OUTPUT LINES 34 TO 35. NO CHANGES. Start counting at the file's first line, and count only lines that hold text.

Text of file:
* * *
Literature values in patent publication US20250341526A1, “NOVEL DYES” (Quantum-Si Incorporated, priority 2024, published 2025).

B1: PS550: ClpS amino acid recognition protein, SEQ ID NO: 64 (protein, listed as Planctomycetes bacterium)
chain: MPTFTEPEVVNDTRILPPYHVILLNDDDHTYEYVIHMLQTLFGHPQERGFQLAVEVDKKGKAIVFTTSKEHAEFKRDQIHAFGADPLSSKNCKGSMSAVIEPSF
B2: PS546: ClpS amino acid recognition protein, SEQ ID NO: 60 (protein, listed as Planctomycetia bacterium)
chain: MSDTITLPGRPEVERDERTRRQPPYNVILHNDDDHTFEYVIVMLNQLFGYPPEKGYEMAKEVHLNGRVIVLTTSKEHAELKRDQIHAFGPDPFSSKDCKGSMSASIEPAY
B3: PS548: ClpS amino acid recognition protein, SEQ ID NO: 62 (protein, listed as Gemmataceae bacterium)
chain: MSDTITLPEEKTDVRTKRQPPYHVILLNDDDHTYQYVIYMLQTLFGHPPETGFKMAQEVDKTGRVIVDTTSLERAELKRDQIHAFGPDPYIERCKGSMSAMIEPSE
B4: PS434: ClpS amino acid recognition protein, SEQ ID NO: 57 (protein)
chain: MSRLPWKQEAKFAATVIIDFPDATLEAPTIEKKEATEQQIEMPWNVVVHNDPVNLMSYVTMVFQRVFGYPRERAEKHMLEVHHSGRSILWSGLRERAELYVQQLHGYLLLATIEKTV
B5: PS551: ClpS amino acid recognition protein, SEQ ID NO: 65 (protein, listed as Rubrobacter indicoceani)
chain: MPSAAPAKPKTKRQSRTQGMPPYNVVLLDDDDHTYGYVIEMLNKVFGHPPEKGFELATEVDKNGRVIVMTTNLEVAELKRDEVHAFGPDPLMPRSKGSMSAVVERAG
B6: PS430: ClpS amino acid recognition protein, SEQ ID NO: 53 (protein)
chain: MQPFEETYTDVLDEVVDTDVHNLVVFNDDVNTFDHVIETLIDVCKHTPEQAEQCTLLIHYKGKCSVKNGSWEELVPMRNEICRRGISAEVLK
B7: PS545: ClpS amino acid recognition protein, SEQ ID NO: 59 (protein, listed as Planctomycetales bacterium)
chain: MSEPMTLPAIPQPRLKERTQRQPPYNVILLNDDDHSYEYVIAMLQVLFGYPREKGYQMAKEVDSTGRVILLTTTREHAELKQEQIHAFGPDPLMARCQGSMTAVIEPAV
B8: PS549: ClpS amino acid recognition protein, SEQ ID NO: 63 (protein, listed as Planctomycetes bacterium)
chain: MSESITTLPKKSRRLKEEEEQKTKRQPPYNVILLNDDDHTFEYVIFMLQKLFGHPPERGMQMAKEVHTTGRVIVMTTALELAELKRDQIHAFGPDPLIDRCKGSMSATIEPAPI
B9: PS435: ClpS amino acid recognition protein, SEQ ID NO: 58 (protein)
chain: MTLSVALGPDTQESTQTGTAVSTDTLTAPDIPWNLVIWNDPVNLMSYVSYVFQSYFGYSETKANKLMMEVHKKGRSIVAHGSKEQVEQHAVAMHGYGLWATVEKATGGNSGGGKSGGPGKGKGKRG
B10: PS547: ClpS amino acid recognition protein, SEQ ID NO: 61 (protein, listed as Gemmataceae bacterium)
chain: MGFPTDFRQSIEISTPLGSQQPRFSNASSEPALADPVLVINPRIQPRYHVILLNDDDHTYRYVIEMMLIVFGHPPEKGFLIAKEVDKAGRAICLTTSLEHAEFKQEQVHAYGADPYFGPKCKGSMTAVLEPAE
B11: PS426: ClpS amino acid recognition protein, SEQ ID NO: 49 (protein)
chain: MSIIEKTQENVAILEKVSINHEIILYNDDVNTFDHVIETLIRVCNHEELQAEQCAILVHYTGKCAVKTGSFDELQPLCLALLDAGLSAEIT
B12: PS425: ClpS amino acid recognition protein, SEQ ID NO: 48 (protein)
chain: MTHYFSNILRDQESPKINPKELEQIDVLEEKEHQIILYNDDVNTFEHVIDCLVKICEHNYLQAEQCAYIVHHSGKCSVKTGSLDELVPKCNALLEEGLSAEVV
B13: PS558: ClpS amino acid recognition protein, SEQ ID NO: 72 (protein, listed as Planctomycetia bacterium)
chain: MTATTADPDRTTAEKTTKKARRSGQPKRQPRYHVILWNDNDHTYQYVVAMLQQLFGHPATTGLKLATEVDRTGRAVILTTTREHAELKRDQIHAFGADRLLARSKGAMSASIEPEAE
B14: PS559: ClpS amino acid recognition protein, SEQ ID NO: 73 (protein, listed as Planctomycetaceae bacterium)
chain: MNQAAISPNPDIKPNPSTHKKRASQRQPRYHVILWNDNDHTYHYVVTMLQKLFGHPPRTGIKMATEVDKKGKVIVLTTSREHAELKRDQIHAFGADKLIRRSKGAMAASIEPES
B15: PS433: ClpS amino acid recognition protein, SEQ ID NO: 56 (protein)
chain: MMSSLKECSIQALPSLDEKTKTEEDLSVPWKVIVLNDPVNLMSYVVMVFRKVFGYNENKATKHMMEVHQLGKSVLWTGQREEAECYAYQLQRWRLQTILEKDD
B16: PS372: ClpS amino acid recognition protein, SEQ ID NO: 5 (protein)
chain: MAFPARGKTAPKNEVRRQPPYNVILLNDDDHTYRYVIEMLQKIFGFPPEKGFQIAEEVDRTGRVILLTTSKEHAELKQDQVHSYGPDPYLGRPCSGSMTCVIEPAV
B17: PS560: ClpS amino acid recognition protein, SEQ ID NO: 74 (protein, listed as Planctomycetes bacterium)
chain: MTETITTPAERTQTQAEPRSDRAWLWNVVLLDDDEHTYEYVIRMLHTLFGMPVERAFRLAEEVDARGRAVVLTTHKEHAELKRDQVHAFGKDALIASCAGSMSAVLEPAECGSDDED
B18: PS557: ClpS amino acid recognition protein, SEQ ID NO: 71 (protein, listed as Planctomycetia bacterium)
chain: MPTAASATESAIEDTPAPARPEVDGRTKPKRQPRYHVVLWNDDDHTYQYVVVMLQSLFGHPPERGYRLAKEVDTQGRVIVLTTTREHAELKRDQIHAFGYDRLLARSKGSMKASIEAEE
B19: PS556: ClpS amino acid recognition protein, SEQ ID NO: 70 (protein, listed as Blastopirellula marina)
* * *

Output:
B17: PS560: ClpS amino acid recognition protein, SEQ ID NO: 74 (protein, listed as Planctomycetes bacterium)
chain: MTETITTPAERTQTQAEPRSDRAWLWNVVLLDDDEHTYEYVIRMLHTLFGMPVERAFRLAEEVDARGRAVVLTTHKEHAELKRDQVHAFGKDALIASCAGSMSAVLEPAECGSDDED